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This is the question:

In a box, George has $m$ batteries of which $n$ are dead. He tests them randomly and one by one. Every time that a good battery is drawn, he will return it to the box; every time the dead battery is drawn, he will replace it by a good one.

(i) Determine the expected value of number of good batteries in the box after $n$ of them are checked.

(ii) Determine the probability that on the $n$th draw George draws a good battery.

Will anyone please give me an idea on how to begin solving this problem?

The question sequence seems to be awkward to me. Would I calculate the probability of getting a good battery on nth draw before trying to figure out the expected value?

Even so, I seem to have trouble formulating probability of drawing a good battery on the $n$th draw.

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3 Answers 3

up vote 3 down vote accepted

Questions (i) and (ii) should be solved in this order.

(i) Let $\color{red}{D_k}$ denote the number of dead batteries after $k$ draws. Each of the $n$ batteries which were dead before the draws began has the same chance of being still dead after $k$ draws, hence $\color{red}{\mathrm E(D_k)=np_k}$, where $\color{red}{p_k}$ is the probability that one given (dead) battery was not drawn yet. This corresponds to drawing $k$ times any one of the other $m-1$ (dead or good) batteries hence $$ \color{red}{p_k=\left(\frac{m-1}m\right)^k}. $$ (ii) Conditionally on $D_k=i$, the probability to draw a good battery after $k$ draws is $\frac{m-i}m$ hence the non conditional probability $\color{red}{g_k}$ to draw a good battery after $k$ draws is $$ \color{red}{g_k=\mathrm E\left(\frac{m-D_k}m\right)=1-\frac{n}mp_k}. $$ In particular, $$ \mathrm E(D_n)=n\left(\frac{m-1}m\right)^n\quad\mbox{and}\quad g_n=1-\frac{n}m\left(\frac{m-1}m\right)^n. $$ This is a nice example of the apparent paradox that computing expectations of random variables is in many situations easier than computing probabilities of events.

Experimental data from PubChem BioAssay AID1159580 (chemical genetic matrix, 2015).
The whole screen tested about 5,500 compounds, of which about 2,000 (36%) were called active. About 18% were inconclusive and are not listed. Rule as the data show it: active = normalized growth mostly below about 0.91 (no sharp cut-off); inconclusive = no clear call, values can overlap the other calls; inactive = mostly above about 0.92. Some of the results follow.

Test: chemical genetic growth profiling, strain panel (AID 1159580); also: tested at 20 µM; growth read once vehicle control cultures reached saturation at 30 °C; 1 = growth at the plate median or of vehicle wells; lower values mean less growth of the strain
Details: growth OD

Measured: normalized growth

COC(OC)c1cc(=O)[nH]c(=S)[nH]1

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For (i), if you look at Wikipedia on the coupon collector's problem you might get an idea. For (ii) if you know the expected number of good ones when $n-1$ have been checked, you can calculate the chance you get a good one next.

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so i'll have to use the markov inequality? –  adsisco Nov 9 '11 at 5:40

You should take a look at the negative binomial distribution.

Basically, think about the process as you search for a dead battery. You keep checking for batteries until you find a dead one. Thus, you can treat the 'got a good battery' as a success and 'got a bad battery' as a failure.

Therefore, you are looking at a negative binomial distribution with parameters $p=\frac{m-n}{m}$ and 1 failure (i.e., $r=1$). Here, I am using the wiki's notation for the negative binomial.

To answer qn 1 you have to calculate:

Prob(1 success|p,r) * (m+1) + Prob(2 successes|p,r) * (m+2) + ....+ Prob(n successes|p,r) * (m+n)

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